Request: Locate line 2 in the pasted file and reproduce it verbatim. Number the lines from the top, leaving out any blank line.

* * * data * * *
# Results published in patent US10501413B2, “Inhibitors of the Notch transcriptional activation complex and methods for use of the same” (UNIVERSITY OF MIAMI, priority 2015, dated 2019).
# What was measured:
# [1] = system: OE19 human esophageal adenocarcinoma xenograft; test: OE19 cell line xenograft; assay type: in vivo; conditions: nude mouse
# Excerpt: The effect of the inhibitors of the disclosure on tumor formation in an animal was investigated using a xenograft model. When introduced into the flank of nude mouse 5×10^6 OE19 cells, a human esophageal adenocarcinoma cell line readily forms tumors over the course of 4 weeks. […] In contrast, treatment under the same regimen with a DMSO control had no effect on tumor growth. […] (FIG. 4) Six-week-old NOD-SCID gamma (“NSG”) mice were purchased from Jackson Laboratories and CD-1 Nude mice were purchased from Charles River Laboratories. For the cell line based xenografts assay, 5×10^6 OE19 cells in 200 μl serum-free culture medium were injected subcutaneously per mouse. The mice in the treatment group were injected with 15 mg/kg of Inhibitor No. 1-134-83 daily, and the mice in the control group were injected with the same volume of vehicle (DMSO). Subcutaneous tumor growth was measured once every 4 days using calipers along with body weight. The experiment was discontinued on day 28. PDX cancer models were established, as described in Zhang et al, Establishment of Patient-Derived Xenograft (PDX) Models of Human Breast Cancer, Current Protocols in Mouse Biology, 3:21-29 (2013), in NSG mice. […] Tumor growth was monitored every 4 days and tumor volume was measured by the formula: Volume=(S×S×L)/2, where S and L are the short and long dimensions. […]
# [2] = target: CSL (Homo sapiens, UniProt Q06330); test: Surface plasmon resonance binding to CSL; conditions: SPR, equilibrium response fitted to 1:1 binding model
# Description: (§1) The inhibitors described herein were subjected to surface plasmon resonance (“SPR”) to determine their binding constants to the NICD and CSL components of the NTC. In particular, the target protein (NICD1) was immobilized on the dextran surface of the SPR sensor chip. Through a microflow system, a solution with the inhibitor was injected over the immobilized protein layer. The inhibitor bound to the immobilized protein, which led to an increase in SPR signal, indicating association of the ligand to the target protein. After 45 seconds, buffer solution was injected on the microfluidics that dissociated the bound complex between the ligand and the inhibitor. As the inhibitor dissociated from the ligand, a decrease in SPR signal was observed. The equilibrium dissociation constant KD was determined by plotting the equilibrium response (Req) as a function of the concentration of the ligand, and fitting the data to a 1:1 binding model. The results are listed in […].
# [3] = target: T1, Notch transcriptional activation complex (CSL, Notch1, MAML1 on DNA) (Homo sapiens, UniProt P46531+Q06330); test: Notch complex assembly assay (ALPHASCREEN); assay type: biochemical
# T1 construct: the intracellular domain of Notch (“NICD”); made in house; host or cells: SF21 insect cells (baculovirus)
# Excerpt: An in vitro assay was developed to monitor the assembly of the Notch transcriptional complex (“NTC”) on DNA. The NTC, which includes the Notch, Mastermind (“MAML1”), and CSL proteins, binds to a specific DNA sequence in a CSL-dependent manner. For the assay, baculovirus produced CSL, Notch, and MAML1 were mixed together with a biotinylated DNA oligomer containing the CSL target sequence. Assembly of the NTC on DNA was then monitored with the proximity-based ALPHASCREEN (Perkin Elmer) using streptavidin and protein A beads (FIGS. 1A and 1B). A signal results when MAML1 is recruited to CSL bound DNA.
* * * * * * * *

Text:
# What was measured: